The first one is the fact that people cannot be think as separate from their relationships. Since relationships are one of the core factors in our life, it would be inevitable to be effected by them in different ways. The way we chose to deal with these relationships may be maladaptive and we need to learn a better way of dealing. PIT enables the therapist and patient to work on the present feelings and thoughts, which may arise in current therapeutic relationship. Even if these feelings and thoughts appears in the therapy sessions, they are also patterns of thinking and feeling in real life settings.
She does this by developing a protagonist, Equality-72521, who seeks to have the privilege of exploring and taking risks. Equality-72521 lives in a society that shames him for being curious and having an imagination different from the others around him by telling him that he should not be different from others. By placing him into this situation, Rand proves to her readers that the only way to success is through trust in oneself, even through failures and the doubt of others. Rand depicts the theme that self-reliance on one’s own thoughts, actions, and curiosity is the key to success in her novel, Anthem, by showing her readers that taking risks is necessary to learn new things.
In Zora Neale Hurston’s Their Eyes Were Watching God, Janie’s possession of an “outward existence which conforms, the inward life that questions” illustrates how breaking society’s gender roles and finding control over one’s voice are crucial sources in developing one’s identity and empowerment. Throughout the novel Their Eyes Were Watching God, Janie exists as both the protagonist and narrator of her story, portraying the various life experiences she endured to her lifelong friend, Pheoby. Janie’s experiences as a
In the novel, Their Eyes Were Watching God by Zora Neale Hurston, the protagonist Janie, is influenced by others to change her ideals. Hurston vividly portrays Janie’s outward struggle while emphasising her inward struggle by expressing Janie’s thoughts and emotions. In Kate Chopin’s The Awakening the protagonist is concisely characterized as having “that outward existence which conforms, the inward life which questions,” as Janie does. Janie conforms outwardly to her life but questions inwardly to her marriages with Logan Killicks, her first husband, and Joe Starks, her second husband; Janie also questions her grandmother's influence on what love and marriage is. During Janie's first marriage, she outwardly conforms to the societal view of marriage, and the domestic wife, while inwardly questioning if she can learn to disregard her true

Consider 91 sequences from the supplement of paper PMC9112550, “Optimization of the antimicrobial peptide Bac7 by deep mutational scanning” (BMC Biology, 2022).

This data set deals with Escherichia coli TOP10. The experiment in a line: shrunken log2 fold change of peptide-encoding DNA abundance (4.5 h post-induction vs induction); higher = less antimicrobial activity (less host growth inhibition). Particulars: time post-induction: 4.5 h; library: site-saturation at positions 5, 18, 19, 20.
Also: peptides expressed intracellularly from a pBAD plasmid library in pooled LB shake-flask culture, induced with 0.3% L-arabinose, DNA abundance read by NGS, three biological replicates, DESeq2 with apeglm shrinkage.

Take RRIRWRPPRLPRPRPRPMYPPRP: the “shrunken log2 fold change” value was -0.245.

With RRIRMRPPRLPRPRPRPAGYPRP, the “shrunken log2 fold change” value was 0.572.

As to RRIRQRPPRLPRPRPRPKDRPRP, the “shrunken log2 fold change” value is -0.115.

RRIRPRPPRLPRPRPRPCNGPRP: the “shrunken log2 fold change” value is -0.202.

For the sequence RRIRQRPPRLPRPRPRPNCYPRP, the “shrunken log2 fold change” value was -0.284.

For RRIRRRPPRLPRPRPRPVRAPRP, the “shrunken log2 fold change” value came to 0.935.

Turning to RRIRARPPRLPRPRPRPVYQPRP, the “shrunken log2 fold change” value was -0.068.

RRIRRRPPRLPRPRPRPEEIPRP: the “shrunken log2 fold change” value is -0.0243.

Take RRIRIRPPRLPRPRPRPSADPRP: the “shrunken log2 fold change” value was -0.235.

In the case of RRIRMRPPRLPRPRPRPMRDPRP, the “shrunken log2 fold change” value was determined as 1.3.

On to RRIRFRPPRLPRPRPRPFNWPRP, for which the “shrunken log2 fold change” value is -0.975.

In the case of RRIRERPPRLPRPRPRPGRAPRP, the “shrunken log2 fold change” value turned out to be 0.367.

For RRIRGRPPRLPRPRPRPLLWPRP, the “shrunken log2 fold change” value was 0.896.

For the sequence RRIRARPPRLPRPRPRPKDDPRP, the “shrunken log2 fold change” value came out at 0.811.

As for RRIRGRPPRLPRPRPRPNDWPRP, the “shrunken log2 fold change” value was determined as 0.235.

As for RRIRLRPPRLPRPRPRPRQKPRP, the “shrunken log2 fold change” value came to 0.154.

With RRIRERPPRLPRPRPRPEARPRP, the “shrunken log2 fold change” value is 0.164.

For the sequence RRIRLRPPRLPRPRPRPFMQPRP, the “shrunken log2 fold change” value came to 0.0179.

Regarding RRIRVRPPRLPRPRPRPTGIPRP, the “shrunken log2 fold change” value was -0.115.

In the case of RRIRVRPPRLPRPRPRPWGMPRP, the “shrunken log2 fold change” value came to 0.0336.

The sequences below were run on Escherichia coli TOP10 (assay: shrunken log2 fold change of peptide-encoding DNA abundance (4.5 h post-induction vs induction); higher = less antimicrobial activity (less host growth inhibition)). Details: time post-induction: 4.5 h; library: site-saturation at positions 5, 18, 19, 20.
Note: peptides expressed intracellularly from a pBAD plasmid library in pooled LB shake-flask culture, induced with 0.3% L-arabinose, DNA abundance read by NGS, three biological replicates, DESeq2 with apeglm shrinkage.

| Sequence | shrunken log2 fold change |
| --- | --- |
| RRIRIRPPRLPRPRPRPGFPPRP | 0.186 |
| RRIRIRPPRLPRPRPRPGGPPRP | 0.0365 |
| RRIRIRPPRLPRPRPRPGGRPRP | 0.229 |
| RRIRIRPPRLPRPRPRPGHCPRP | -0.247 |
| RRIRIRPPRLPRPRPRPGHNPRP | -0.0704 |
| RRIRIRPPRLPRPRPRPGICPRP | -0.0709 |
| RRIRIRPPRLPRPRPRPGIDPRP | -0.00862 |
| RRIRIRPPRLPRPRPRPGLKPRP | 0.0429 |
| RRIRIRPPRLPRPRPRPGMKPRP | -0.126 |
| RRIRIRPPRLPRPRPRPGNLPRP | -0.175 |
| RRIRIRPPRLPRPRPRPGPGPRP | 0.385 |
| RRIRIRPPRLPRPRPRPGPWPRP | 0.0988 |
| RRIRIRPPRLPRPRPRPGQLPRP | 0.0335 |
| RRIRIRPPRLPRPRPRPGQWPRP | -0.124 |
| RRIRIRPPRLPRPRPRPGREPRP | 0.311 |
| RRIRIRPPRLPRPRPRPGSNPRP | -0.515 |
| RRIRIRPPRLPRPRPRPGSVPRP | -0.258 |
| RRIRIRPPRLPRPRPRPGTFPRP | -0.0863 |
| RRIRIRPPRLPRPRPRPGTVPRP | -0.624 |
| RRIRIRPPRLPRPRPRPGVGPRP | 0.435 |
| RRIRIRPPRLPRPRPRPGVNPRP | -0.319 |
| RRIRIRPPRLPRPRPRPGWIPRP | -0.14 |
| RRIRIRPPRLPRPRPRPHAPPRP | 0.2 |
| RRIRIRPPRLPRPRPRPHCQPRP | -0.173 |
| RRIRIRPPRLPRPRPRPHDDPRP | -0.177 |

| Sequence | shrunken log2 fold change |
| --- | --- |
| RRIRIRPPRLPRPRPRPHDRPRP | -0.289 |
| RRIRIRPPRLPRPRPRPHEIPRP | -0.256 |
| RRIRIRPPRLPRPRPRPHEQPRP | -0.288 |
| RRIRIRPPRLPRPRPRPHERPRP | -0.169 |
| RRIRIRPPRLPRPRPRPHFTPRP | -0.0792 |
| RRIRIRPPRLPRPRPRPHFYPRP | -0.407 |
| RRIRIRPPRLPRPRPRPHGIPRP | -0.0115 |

In life, people find different ways to cope with their issues. This is the case in “Vaclav and Lena” by Hayley Tanner, where the main characters Vaclav and Lena face many obstacles, but use their imaginations to help them deal with the struggles they face in reality. This relates to the quote “Imagination is the one weapon in the in the war against reality” by Jules de Gautier, because Vaclav and Lena use their imaginations and dreams of better things to come, to ignore the problems they currently face. Vaclav and Lena use their imaginations and dreams of the future to forget about their issues momentarily, and to be able to postpone dealing with them. Vaclav and Lena use their imaginations and dreams of the future to forget about their